Small Wars Journal

Updated Landpower Articles

Updated Landpower Articles

Our new Landpower lead article: “Between Conflicts: An Army Role That Sticks” by Prof William G. Braun III, makes a case for maintaining the Army’s role of fighting and winning our nation’s wars but expands our mission set to include “dynamic peace management”.

We have added three new articles to Landpower focused on future operations:

Not Your Grandfather’s Insurgency

The U.S. Army is facing both ongoing and projected austere economic times with deep troop and budget cuts. As a result, a concomitant rise in soul searching over the Army’s “strategic Landpower” contribution to national defense is increasingly evident. Twenty-first century insurgencies are turning out to be very different than 20th century ones we now need to prepare for: Criminal, Spiritual, and Plutocratic Insurgency.

To Inflict Pain on Russia, Target Its Energy First

The challenge confronting policymakers in Washington is how to safeguard and promote United States interests in Ukraine in a way that swiftly deters Russia from further escalation and compels President Vladimir Putin to stand down. There are two vital U.S. interests at stake in the Ukraine: First, that sovereignty remains the coin of the international realm and Second: the security and stability of treaty allies that border Ukraine.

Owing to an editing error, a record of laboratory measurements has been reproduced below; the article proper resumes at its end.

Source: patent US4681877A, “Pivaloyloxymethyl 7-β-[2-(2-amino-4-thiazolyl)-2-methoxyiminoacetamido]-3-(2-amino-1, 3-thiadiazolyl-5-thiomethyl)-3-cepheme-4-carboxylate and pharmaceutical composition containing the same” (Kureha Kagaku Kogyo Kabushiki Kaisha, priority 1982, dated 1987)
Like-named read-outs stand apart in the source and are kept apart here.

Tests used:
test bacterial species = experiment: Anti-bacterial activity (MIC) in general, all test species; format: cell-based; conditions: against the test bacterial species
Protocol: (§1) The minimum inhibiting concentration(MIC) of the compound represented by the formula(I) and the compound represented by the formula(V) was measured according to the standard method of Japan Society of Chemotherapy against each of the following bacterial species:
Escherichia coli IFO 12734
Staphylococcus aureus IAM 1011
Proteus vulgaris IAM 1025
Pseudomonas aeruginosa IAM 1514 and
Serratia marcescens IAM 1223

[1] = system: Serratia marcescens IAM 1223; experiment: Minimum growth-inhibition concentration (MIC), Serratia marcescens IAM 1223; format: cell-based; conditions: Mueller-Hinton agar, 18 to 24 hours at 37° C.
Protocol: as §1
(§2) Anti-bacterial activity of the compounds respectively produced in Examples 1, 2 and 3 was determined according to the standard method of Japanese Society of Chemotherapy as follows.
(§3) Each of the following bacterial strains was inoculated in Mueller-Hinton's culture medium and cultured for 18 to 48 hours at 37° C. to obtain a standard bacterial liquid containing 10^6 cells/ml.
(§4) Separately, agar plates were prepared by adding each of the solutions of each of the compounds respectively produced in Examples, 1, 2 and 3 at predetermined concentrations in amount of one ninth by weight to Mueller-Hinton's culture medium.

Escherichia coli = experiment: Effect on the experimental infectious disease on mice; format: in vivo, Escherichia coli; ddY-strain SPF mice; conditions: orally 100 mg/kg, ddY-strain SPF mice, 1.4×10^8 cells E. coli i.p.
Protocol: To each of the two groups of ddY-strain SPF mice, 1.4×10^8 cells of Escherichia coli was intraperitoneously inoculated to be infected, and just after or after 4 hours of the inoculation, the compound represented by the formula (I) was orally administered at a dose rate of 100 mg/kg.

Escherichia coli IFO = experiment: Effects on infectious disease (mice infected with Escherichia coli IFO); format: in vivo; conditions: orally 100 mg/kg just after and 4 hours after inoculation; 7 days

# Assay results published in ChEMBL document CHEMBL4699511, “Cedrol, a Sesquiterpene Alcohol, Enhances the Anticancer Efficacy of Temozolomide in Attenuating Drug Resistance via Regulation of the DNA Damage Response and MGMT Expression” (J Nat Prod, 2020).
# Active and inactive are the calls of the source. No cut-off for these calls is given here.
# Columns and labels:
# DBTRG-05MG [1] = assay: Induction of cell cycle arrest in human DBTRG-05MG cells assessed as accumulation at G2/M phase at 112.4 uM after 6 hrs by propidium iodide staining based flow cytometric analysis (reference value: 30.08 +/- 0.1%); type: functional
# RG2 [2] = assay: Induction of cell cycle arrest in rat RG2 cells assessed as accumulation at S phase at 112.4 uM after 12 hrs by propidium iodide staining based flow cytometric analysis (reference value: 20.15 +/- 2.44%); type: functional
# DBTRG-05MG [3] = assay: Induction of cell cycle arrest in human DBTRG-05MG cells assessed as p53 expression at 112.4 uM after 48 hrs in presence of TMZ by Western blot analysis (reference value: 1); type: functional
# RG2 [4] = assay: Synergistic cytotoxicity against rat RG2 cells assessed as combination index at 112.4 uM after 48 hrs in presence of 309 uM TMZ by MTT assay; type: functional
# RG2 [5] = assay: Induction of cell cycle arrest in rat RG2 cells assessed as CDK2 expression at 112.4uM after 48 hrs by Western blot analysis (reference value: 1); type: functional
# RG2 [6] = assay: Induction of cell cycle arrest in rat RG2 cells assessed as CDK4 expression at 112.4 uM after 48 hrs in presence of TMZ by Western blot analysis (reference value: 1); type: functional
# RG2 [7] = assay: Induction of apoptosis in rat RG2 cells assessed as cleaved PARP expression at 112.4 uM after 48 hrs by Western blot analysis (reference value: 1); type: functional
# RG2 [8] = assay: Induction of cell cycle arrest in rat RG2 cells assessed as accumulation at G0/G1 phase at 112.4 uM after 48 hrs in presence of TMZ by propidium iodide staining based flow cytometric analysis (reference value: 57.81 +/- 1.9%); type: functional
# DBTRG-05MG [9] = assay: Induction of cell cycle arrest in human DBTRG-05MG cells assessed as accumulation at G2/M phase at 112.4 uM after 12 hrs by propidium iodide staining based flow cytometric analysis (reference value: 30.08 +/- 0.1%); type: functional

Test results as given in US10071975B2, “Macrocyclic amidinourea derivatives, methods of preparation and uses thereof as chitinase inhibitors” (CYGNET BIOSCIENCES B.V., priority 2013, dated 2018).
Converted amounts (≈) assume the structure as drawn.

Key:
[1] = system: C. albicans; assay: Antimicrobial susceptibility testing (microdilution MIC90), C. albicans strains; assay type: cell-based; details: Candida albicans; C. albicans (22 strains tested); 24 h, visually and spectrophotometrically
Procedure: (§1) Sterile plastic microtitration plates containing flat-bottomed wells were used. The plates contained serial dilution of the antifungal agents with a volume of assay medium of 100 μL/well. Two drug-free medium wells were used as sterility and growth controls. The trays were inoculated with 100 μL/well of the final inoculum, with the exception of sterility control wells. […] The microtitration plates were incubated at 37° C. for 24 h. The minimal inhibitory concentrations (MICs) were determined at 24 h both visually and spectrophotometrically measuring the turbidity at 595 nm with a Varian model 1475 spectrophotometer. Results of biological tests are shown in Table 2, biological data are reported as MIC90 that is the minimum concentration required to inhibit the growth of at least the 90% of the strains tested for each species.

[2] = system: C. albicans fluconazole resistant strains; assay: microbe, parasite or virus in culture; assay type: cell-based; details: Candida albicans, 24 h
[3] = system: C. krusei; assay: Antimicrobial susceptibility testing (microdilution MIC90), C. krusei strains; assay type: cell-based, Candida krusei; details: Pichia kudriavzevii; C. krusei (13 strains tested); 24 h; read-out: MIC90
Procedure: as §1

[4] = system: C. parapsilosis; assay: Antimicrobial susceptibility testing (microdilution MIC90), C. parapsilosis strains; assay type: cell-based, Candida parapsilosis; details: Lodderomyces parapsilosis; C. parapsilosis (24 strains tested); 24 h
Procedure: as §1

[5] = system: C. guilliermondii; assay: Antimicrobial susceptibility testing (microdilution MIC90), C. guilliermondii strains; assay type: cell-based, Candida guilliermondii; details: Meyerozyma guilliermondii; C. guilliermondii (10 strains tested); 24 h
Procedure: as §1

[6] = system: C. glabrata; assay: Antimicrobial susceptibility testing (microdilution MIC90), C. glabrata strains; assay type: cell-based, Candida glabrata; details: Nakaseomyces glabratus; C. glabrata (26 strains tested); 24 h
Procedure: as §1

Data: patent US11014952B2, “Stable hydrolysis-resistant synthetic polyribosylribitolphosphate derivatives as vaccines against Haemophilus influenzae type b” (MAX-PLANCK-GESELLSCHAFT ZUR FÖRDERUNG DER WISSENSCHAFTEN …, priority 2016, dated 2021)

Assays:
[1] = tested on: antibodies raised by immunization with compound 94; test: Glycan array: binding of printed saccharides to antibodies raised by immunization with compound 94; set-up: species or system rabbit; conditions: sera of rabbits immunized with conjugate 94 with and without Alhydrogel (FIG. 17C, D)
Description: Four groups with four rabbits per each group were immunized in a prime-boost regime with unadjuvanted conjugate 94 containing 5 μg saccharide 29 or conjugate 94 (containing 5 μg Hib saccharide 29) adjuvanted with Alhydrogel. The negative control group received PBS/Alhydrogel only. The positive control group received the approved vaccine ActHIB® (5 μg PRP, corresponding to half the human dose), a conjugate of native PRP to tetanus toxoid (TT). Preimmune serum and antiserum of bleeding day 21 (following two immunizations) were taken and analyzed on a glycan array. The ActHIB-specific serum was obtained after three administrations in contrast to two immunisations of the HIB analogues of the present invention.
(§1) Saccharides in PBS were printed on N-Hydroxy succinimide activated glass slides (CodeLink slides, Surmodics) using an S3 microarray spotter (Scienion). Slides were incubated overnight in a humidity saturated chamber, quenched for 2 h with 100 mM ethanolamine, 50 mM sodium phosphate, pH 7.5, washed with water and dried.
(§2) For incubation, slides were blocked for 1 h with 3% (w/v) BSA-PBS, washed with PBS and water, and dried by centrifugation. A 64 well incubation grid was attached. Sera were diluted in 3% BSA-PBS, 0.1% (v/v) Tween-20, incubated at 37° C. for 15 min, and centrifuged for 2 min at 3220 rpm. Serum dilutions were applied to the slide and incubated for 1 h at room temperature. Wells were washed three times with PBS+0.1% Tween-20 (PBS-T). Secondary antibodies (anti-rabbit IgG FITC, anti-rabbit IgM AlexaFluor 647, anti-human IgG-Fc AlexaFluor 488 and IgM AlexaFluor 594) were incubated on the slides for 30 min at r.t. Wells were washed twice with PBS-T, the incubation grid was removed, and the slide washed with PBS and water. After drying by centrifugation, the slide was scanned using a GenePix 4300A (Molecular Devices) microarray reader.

Senior Officer Talent Management: Fostering Institutional Adaptability

The Army has for years been successful at creating senior leaders adept in the art and science of land combat after honing their leadership at the direct and organizational levels. While those experiences remain invaluable, undue reliance upon them to create the Army's future institutional leaders is increasingly risky in today's rapidly changing world. The contemporary and future operating environments demand an innovative and highly adaptive Institutional Army, capable of rapidly responding to operational demands. Incremental adjustments to current senior officer management practices will not create that adaptability. An entirely new approach is required, one that unleashes the unique potential of each person—full-career officer talent management.

We hope you will enjoy these articles and look forward to your feedback thru Landpower.

Scott